I actually liked the simple, home-made approach — it’s our fault, so don’t worry, but you can help us out if you want… so I went downstairs and moved the bike :)

  15. I ran in to a friend at the corner of de Maisonneuve and St-Laurent yesterday. We spent about 45 minutes sitting on a bench there catching up and watching the bikes go by on the bike lane. I was blown away at how many Bixi’s we saw go by!

  16. I have to admit I was pretty excited to try bixi out on my way home last night, only to discover that there are no stations in the South West at all.
    I suppose that its outside the pilot area or maybe that Saint Henri is considered a bad part of town, but it would be nice to see some stations over on the west side. There don’t even appear to be any planned on the roll out.

    Anyone know why?

  17. The map I saw of phase 2 only had new stations going north and further east (I think there were a few further west deeper into Outremont but I don’t remember for sure). It probably mostly has to do with west of Atwater being much less dense and populated than the north and east ends, where they would be more heavily used.

    Westmount, being a separate municipality might have something to do with the program not being extended west of downtown as well (that, and the city’s history of NIMBYism perhaps extending to the Bixi program much the same way it fought the construction of a Metro station and leaving the de Maisonneuve bike path open year-long).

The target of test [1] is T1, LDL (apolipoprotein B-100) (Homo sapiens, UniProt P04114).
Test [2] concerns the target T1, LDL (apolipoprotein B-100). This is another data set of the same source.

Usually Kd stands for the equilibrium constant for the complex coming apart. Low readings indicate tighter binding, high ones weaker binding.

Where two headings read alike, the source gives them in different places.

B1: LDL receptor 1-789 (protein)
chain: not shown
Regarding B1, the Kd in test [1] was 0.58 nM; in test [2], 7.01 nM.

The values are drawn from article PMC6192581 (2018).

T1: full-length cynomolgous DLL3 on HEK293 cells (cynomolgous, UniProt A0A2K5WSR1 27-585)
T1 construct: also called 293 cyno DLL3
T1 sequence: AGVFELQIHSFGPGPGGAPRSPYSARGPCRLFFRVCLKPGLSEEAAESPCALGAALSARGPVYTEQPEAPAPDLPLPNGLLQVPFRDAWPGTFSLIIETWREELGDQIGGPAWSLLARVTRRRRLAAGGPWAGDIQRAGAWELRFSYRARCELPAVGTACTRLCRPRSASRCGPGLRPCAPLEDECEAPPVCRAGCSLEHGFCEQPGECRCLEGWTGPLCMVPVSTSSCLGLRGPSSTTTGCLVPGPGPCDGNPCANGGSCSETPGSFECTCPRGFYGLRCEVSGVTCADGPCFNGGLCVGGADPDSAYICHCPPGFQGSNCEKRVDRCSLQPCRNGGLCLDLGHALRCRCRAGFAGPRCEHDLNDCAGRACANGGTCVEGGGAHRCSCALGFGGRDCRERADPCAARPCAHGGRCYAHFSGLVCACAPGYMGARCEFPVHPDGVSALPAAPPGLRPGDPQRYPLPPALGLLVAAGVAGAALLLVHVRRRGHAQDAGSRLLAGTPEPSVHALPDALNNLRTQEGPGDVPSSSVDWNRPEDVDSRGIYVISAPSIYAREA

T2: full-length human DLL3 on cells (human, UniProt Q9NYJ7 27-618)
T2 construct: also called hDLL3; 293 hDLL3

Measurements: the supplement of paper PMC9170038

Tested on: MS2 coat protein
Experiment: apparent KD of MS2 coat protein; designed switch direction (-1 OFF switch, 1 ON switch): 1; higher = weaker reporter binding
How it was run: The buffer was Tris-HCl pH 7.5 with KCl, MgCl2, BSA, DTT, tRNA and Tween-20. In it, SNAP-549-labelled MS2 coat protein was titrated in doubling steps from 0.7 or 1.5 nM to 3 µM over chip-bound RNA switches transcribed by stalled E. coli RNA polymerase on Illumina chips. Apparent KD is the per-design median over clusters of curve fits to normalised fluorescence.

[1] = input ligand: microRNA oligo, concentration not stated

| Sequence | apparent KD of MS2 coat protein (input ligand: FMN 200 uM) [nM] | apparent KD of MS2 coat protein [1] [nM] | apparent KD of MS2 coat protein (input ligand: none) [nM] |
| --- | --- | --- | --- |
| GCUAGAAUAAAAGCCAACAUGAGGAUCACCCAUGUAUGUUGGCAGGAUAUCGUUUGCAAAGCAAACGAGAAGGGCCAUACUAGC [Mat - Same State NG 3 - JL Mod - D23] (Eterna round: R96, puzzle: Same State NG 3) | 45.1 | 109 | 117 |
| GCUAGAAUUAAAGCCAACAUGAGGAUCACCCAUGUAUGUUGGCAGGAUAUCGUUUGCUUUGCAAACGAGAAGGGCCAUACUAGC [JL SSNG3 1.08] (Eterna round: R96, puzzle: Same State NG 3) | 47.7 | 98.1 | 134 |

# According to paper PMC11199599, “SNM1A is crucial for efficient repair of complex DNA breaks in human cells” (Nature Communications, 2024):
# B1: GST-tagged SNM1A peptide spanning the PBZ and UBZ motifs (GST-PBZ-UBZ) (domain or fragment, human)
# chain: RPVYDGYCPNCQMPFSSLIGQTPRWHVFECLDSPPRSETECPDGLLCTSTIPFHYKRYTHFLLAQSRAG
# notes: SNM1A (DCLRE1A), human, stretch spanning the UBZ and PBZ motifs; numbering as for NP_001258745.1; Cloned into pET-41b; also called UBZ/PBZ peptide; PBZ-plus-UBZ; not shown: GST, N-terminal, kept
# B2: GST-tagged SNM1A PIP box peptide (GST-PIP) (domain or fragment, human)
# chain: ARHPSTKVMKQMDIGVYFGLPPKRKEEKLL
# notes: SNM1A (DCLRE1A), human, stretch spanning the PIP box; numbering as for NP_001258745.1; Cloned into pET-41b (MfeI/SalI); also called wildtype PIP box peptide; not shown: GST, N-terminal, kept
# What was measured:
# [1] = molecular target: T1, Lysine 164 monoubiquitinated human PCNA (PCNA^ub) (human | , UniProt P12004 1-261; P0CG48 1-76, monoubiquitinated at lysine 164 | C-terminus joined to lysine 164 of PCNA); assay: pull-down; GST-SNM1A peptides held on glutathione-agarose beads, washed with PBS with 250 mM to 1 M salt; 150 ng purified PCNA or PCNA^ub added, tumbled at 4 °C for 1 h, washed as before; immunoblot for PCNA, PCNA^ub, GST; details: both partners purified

The hill separating Little Burgundy and St-Henri from the rest of the city might make those neighbourhoods look as if the Bixi wouldn’t be heavily used but they did put stations in Griffintown and Old Montreal so I’m not sure about that.

    One place I think a Bixi rack would be very useful is around the Lionel-Groux metro station so people commuting to that station could take a bike up into downtown or vice-versa.

  18. If you sign up for a monthly pass right now, you effectively get 2 months for the price of one. (It’s free until June 30 for people with a monthly pass) $14 a month…not bad!

    Special conditions for the setting-up period

    30-day subscription: the period starting from the activation of your BIXI-key until June 30 is offered to you free of charge; your subscription will expire July 31 (or 30 days after you activate your BIXI-key, if you activate it after June 30).
    1-year subscription: the period starting from the activation of your BIXI-key until July 31 is offered to you free of charge; your subscription will expire July 31, 2010 (or 365 days after you activate your BIXI-key, if you activate it after July 31).

  19. I tried it. I ordered my key for a 1 year subscription.

    The system on paper is awesome. Can’t wait for all the stations to be online. That’s when the full power of the network will be felt by Bixi riders. Once they have a few months to fine tune the amount of bikes per station, its gonna be great.